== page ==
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Navajo Nation discusses anti-cyberbullying measure

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WINDOW ROCK – On Jan. 16 during a special meeting, the Law and Order Committee received a report from the Navajo Nation Department of Justice, Navajo Nation Office of the President and Vice President, and the Navajo Nation Peacemaking Program, regarding cyberbullying on the Navajo Nation.

During the report, the committee also raised concerns regarding a bill that seeks to amend several sections of Title 17 of the Navajo Nation Code to define and criminalize cyberbullying, and to implement penalties.

On Jan. 11, the Naabik’íyáti’ Committee issued a “do pass” recommendation for the bill. The Navajo Nation Council will next consider the bill, which would also require consideration by the Navajo Nation president. LOC member Council Delegate Kee Allen Begay, Jr. (Low Mountain, Many Farms, Nazlini, Tachee/Blue Gap, Tselani/Cottonwood) questioned whether or not the Judicial Branch would have the resources and personnel to prosecute offenses related to cyberbullying.

“The Judicial Branch lacks prosecutors and judges, which raises concerns if the Nation’s courts are ready to prosecute cyberbulling offenses. Addressing cyberbulling through the offenses of manslaughter, stalking, and harassment also needs to be analyzed carefully,” Begay said.

LOC member Council Delegate Otto Tso (Tó Nanees Dizi) said that offenses related to cyberbullying must be prosecuted to deliver justice for victims and to deter such offenses. “I hope the new policy would also keep parents of juvenile offenders accountable. The teachings of respect, love, and integrity should be taught at the home. Parents need to take responsibility if their child commits cyberbullying because it can cause dangerous consequences, such as suicide and physiological distress,” Tso said.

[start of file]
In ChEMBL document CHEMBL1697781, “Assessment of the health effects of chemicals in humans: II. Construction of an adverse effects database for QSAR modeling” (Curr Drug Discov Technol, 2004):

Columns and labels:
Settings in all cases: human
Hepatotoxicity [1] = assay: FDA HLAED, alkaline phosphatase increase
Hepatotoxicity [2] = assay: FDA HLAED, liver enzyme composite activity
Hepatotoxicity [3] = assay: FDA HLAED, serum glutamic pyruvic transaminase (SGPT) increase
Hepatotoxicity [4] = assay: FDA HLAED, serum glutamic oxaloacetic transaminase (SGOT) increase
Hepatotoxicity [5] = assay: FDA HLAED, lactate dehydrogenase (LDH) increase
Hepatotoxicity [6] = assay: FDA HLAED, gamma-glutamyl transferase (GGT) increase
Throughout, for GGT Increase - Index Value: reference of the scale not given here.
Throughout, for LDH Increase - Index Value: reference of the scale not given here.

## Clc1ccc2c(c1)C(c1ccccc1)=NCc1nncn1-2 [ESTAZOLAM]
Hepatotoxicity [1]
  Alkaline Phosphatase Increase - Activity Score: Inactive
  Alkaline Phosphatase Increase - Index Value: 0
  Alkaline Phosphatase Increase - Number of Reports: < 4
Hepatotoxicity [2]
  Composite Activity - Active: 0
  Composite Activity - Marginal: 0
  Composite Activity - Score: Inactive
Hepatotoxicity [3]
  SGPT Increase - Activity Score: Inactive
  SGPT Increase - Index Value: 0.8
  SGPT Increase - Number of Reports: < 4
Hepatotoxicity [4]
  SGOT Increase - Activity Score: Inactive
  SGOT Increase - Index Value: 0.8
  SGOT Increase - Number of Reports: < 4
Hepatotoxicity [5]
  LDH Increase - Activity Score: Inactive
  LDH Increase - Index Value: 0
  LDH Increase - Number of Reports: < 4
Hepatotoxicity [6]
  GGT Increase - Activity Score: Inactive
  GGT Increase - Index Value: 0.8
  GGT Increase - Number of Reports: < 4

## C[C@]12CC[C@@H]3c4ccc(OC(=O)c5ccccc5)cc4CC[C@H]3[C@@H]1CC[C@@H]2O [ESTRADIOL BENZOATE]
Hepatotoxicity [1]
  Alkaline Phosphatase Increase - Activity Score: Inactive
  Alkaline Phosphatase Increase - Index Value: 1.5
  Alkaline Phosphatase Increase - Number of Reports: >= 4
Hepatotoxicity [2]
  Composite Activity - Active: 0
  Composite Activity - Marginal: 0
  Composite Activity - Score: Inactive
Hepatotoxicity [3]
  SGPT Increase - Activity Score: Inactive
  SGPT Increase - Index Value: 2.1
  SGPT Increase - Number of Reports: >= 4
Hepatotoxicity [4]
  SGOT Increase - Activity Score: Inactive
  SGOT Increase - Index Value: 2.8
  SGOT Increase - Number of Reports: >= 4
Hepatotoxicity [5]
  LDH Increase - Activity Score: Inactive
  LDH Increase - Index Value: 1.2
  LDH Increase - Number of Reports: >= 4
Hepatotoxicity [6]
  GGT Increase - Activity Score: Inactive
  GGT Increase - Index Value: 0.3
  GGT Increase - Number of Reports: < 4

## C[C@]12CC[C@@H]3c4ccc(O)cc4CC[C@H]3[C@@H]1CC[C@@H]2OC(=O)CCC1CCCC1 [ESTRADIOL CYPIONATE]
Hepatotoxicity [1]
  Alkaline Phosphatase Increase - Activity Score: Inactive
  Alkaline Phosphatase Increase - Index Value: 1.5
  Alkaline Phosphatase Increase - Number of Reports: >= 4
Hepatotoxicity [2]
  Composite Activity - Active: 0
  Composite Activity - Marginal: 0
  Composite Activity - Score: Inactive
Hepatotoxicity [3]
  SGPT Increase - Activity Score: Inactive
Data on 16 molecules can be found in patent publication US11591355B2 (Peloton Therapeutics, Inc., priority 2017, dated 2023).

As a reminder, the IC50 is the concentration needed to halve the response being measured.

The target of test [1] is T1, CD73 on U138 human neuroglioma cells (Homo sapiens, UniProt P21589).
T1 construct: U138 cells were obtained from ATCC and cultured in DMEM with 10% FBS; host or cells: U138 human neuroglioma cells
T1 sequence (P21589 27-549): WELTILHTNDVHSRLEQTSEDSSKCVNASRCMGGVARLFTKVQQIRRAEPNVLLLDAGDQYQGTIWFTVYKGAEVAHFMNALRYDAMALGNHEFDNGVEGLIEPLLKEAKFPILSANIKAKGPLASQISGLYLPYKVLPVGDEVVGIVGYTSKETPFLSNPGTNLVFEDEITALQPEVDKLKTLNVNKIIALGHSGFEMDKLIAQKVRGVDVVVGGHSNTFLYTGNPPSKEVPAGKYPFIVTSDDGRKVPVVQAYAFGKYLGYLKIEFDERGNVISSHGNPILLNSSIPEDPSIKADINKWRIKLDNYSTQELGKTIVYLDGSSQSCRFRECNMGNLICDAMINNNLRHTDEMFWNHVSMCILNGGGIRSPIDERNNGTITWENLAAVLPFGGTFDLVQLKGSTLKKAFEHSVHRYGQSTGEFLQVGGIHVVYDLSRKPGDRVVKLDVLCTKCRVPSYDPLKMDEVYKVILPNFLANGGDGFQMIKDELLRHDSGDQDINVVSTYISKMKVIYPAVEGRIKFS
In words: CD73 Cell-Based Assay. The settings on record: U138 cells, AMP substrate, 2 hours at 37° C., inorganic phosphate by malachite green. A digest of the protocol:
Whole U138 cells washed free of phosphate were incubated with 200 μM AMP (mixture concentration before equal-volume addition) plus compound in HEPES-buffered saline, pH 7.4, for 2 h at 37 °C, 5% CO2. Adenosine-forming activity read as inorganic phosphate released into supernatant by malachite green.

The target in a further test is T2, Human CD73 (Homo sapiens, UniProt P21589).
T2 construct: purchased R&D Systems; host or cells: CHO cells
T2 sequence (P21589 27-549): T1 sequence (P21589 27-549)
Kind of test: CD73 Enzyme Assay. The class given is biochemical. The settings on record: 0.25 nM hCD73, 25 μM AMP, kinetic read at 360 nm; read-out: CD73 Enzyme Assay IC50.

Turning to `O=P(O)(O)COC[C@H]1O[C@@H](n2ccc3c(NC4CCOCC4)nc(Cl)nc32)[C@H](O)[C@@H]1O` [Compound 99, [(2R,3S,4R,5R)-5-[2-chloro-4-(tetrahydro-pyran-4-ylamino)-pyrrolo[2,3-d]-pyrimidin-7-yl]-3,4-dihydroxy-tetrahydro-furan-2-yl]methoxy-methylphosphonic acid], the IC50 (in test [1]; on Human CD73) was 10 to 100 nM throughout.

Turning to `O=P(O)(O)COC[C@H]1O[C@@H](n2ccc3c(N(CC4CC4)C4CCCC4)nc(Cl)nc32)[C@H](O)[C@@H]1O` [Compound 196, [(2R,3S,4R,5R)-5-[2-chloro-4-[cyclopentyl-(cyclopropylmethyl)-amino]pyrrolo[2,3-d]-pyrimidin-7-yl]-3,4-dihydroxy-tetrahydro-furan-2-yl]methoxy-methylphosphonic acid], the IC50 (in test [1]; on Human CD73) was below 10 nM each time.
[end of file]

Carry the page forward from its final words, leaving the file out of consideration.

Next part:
According to NNDOJ attorney Daniel Moquin, parents under the Navajo Nation Álchínií Bi Beehaz’áanii Act of 2011 may be civilly liable for the actions of their children if they fail to provide adequate supervision and are bound by clear and convincing evidence, which would include cyberbullying.

LOC vice chair Council Delegate Raymond Smith, Jr. (Houck, Klagetoh, Nahata Dziil, Tsé Si áni, Wide Ruins) said that if the Council approves the bill and it is signed into law, the stakeholders need to provide extensive education and awareness of the new policy regarding cyberbullying on the Navajo Nation.

The Law and Order Committee approved the report with a 3-0 vote.